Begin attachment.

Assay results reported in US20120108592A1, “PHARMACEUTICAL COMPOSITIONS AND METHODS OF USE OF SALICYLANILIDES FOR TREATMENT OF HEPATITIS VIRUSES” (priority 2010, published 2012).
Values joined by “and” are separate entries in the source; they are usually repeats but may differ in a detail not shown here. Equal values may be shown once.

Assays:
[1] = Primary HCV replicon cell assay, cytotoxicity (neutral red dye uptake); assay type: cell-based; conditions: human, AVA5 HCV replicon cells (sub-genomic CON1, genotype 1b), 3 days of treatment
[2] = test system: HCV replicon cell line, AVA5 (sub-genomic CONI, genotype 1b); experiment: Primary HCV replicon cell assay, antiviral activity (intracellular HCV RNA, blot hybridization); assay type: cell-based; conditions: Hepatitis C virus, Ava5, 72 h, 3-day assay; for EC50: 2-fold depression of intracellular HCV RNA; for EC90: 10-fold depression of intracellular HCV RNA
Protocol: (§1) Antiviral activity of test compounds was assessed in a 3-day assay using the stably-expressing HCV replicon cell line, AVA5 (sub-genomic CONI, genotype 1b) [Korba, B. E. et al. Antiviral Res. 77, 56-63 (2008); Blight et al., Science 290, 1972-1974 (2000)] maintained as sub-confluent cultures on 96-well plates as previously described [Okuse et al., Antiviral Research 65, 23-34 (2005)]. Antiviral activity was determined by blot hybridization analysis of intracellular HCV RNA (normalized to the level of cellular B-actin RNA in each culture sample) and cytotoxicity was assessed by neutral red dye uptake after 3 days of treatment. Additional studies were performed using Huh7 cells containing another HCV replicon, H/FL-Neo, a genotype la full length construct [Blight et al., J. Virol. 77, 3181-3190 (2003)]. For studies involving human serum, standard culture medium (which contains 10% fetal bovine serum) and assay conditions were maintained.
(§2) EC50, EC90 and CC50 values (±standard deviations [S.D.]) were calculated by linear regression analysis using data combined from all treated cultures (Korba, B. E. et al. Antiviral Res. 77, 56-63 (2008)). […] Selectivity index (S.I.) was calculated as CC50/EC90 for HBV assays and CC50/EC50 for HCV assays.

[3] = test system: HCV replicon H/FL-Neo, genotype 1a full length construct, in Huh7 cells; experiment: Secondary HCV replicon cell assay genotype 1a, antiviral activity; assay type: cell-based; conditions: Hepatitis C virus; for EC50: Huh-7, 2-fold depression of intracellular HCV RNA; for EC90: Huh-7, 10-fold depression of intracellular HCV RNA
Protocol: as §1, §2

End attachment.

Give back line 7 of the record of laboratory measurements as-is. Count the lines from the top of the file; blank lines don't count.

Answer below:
(§2) EC50, EC90 and CC50 values (±standard deviations [S.D.]) were calculated by linear regression analysis using data combined from all treated cultures (Korba, B. E. et al. Antiviral Res. 77, 56-63 (2008)). […] Selectivity index (S.I.) was calculated as CC50/EC90 for HBV assays and CC50/EC50 for HCV assays.